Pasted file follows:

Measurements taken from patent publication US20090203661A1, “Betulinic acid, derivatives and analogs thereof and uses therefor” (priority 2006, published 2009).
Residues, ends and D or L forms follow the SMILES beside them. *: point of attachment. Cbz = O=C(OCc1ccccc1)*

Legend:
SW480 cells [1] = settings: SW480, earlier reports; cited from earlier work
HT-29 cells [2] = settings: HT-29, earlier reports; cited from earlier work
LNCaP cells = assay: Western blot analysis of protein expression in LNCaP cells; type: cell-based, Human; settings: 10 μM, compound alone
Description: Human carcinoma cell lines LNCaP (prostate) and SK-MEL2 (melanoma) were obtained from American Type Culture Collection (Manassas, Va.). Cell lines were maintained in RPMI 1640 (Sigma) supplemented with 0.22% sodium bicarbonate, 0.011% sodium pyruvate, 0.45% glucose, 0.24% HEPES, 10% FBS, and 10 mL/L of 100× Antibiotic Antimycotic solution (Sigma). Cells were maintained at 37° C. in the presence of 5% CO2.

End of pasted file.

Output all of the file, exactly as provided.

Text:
Measurements taken from patent publication US20090203661A1, “Betulinic acid, derivatives and analogs thereof and uses therefor” (priority 2006, published 2009).
Residues, ends and D or L forms follow the SMILES beside them. *: point of attachment. Cbz = O=C(OCc1ccccc1)*

Legend:
SW480 cells [1] = settings: SW480, earlier reports; cited from earlier work
HT-29 cells [2] = settings: HT-29, earlier reports; cited from earlier work
LNCaP cells = assay: Western blot analysis of protein expression in LNCaP cells; type: cell-based, Human; settings: 10 μM, compound alone
Description: Human carcinoma cell lines LNCaP (prostate) and SK-MEL2 (melanoma) were obtained from American Type Culture Collection (Manassas, Va.). Cell lines were maintained in RPMI 1640 (Sigma) supplemented with 0.22% sodium bicarbonate, 0.011% sodium pyruvate, 0.45% glucose, 0.24% HEPES, 10% FBS, and 10 mL/L of 100× Antibiotic Antimycotic solution (Sigma). Cells were maintained at 37° C. in the presence of 5% CO2.